Ten years and one month ago, I lost a friend. Her name was Kendra Payne, and we met through the adventure program at UCSB. We shared classes, homework, and the occasional excursion to the outdoors…I remember her pulling off a palm-down mantel 60 feet off the deck on her first toprope. She inspired me to commit to a semester abroad in Australia. Two weeks before I was to fly across the Pacific, she was killed in a cycling accident. We had planned to meet for coffee that day, but I never got a phone call from her.
Last night I slipped into muscle memory again, and, mind idle, I flipped to Facebook. The first story on my feed informed me that I had just lost another friend.
It felt like waking up in the middle of an avalanche.
Steve Edwards. Stainless. The strong, silent type. No recounting of his employment, no listing of physical achievements would do any service to his legacy. I suspect he’d hate me for saying something like this, but Steve was more than a friend, he was a life-idol. There aren’t a whole lot of people out there like that, people who inspire you to just be a better human being. And there aren’t a whole lot of people that strong, that kind, that awesome, who can do nothing but be themselves and still make the people around them better.
I met Steve way too late. We were getting our first big break, a series with EpicTV about Birthday Challenges. We flew to Salt Lake City for the Outdoor Retailer show. I emailed Steve to see if he had any thoughts about the series. He responded by giving us his van.
6 months later we flew back to SLC to film his 54th Birthday Challenge. His birthday’s in November, but he had to move up the challenge because he’d gotten hit with some bad news: cancer, a particularly rare and bad kind of it. He responded by tempering the challenge a little, but making up for it by getting as many friends as possible together for a crazy awesome busy day.
A little later, while passing through SLC, we stopped by Steve’s room at the cancer ward. The nurses were kind enough to let him keep a training bike in the room. He lamented the shittiness of the coffee. We chatted about damn near everything for two hours. Cancer was, at this point, like that boy scout retreat that your friend went on…you’re just waiting for it to be over so you can go play again.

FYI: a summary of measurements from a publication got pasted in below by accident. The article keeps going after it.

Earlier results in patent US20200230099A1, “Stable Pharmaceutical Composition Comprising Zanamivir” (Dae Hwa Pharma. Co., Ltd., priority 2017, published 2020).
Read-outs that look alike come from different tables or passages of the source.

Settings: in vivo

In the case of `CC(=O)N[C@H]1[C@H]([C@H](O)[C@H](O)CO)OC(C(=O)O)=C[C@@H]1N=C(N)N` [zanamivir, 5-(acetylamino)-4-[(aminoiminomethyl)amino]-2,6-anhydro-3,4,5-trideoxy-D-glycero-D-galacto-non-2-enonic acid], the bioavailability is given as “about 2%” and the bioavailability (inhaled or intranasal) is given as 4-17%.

Shortly thereafter, the cancer was gone. Last summer, we stayed with Steve and Lisa for the OR show. Steve was having some weird issues with lung function after the chemo, but nothing to worry about. We enjoyed some Ethiopian food and a showing of Meru.
January 2016. In the airport in Houston, about to depart for Antarctica. I am, once again, in muscle-memory-mode, and I flick the screen on my phone to get my email to refresh once more. I’m not sure why…it’s not like I was expecting anything important…I wasn’t going to have any time to do anything productive.
There’s an email from Steve. The subject line is “We will continue with style.”
The cancer’s back.
And this time, it took him.
I once read a story by a mountaineer who was unable to pull his partner out of a crevasse. He stayed and talked with the man until he died.
That sounds awful. Then again, you know what’s fucking with me right now? The odds are that I won’t know when I’ve just spoken to someone for the very last time.
So, in the spirit of living, I’ll recommend that you click on the link below. And if you’re so inclined, please raise a glass to Steve. You won’t be alone.
(From his epic 40th Birthday Challenge) I have been using a lot of Gatorade while training because it’s high in sodium. Most people don’t want extra sodium but during ultra events it is one of the most important factors because you sweat so much. I will also use Cytomax and just bought some Endurox, which is supposed to be the best, new enduro-supplement. I’ll let you know.